Your Life Has Meaning Introduction

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The WELS Mission for the Visually Impaired presents Your Life Has Meaning: Discovering Your Role in an Epic Story, by Luke George Thompson, published by Northwestern Publishing House, Copyright 2019.

I started writing this book some ten years ago while teaching philosophy and logic at a college in the United States. It was then that I first discussed “Broken Chair” with my students. And ten years later, I’m still having discussions about that song with young adults. I’m indebted to these many students, both the students at the institutions where I taught and the students I now minister to as a campus pastor in Ottawa, Ontario.

But this book really began nearly 20 years ago in Dr. Greg Schulz’ philosophy classes. He introduced me to many of the thoughts in this volume, such as Sartre’s dialogue with Augustine, Sisyphus’ rock, and Nietzsche’s madman. He encouraged me to pursue graduate studies in philosophy. He also helped me find Christ among the philosophers. From the seeds he planted so long ago, he’ll find much has grown.
Luke George Thompson

“Droll thing, life is—that mysterious arrangement of merciless logic for a futile purpose. The most you can hope from it is some knowledge of yourself—that comes too late—a crop of unextinguishable regrets. I have wrestled with death. It is the most unexciting contest you can imagine. It takes place in an impalpable greyness, with nothing underfoot, with nothing around, without spectators, without clamour, without glory, without the great desire of victory, without the great fear of defeat, in a sickly atmosphere of tepid skepticism, without much belief in your own right, and still less in that of your adversary. If such is the form of ultimate wisdom, then life is a greater riddle than some of us think it to be. I was within a hair’s breadth of the last opportunity for pronouncement, and I found with humiliation that probably I would have nothing to say.”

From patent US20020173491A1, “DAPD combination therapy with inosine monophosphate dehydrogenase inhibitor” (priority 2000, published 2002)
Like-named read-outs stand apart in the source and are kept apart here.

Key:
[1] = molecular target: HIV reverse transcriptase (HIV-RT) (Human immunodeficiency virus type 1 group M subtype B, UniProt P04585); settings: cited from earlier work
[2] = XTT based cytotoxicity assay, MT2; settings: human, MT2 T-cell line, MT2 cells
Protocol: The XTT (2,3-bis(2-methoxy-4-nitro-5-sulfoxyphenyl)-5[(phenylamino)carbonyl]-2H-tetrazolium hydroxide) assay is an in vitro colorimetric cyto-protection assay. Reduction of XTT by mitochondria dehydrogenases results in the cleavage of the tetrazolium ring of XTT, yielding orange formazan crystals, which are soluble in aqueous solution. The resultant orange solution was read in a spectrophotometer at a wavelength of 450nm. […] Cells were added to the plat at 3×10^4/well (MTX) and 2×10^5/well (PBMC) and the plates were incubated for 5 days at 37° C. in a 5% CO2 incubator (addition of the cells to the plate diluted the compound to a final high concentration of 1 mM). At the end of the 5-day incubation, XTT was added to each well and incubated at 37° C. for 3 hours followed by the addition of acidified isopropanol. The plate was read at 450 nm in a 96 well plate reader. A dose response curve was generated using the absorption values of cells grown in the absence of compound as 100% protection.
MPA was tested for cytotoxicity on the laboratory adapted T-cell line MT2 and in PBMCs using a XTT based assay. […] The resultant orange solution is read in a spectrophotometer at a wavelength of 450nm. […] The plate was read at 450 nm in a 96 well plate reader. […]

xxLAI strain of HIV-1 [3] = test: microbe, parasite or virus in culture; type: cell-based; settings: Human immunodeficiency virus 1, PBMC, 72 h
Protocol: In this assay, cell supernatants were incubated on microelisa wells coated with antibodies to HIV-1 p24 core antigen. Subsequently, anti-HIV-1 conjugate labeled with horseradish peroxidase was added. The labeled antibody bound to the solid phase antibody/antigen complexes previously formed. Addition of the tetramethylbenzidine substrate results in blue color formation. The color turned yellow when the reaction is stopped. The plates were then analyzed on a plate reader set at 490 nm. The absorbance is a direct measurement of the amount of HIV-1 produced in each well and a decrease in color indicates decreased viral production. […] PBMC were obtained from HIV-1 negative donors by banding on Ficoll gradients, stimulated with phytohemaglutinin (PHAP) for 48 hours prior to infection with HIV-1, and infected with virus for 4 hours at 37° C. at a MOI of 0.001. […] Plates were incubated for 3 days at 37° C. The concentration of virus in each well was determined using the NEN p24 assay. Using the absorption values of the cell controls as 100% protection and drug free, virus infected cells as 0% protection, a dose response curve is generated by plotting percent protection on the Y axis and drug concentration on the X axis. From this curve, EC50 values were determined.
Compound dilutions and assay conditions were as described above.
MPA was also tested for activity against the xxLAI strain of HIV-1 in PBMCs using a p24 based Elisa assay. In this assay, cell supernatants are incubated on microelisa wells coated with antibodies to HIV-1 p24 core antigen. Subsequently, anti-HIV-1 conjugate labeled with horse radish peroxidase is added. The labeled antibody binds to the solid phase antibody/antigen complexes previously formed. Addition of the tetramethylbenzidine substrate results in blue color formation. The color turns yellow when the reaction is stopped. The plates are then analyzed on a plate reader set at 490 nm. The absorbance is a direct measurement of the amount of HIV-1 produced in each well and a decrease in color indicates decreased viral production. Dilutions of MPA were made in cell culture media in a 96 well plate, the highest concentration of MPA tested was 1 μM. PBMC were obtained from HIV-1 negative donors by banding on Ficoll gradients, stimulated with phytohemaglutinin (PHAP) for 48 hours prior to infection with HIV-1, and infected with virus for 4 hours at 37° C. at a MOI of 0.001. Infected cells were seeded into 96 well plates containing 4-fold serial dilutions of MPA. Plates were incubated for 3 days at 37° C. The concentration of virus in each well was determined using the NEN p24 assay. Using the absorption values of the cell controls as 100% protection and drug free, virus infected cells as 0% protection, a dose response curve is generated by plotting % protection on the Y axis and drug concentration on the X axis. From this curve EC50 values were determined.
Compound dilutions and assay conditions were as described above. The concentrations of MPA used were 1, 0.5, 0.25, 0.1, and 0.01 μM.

Joseph Conrad, Heart of Darkness

“There, peeping among the cloud-wrack above a dark [tower] high up in the mountains, Sam saw a white star twinkle for a while. The beauty of it smote his heart, as he looked up out of the forsaken land, and hope returned to him. For like a shaft, clear and cold, the thought pierced him that in the end the Shadow was only a small and passing thing: there was light and high beauty for ever beyond its reach.”
J. R. R. Tolkien, The Return of the King

“I am writing you a new command; its truth is seen in him and in you,
because the darkness is passing and the true light is already shining.”
1 John 2:8